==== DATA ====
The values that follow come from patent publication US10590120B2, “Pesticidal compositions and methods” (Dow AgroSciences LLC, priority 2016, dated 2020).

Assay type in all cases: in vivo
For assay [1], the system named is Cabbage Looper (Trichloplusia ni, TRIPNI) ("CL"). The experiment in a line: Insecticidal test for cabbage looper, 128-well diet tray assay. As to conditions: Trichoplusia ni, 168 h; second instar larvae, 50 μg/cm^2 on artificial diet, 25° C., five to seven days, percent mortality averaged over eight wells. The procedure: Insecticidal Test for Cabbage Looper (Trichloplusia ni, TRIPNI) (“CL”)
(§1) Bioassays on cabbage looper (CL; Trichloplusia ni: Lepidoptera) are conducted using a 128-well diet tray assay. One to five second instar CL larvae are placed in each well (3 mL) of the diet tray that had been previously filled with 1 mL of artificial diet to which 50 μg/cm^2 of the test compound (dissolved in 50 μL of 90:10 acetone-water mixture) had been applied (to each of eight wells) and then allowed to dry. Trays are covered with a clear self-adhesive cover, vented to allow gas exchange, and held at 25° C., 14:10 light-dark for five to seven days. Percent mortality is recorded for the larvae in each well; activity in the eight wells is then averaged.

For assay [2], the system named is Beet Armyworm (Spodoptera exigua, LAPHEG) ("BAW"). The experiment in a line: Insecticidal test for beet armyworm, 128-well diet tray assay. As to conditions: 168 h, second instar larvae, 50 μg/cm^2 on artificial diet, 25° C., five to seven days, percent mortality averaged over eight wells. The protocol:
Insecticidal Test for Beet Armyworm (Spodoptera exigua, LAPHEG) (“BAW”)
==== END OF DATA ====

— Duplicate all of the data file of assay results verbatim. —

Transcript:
The values that follow come from patent publication US10590120B2, “Pesticidal compositions and methods” (Dow AgroSciences LLC, priority 2016, dated 2020).

Assay type in all cases: in vivo
For assay [1], the system named is Cabbage Looper (Trichloplusia ni, TRIPNI) ("CL"). The experiment in a line: Insecticidal test for cabbage looper, 128-well diet tray assay. As to conditions: Trichoplusia ni, 168 h; second instar larvae, 50 μg/cm^2 on artificial diet, 25° C., five to seven days, percent mortality averaged over eight wells. The procedure: Insecticidal Test for Cabbage Looper (Trichloplusia ni, TRIPNI) (“CL”)
(§1) Bioassays on cabbage looper (CL; Trichloplusia ni: Lepidoptera) are conducted using a 128-well diet tray assay. One to five second instar CL larvae are placed in each well (3 mL) of the diet tray that had been previously filled with 1 mL of artificial diet to which 50 μg/cm^2 of the test compound (dissolved in 50 μL of 90:10 acetone-water mixture) had been applied (to each of eight wells) and then allowed to dry. Trays are covered with a clear self-adhesive cover, vented to allow gas exchange, and held at 25° C., 14:10 light-dark for five to seven days. Percent mortality is recorded for the larvae in each well; activity in the eight wells is then averaged.

For assay [2], the system named is Beet Armyworm (Spodoptera exigua, LAPHEG) ("BAW"). The experiment in a line: Insecticidal test for beet armyworm, 128-well diet tray assay. As to conditions: 168 h, second instar larvae, 50 μg/cm^2 on artificial diet, 25° C., five to seven days, percent mortality averaged over eight wells. The protocol:
Insecticidal Test for Beet Armyworm (Spodoptera exigua, LAPHEG) (“BAW”)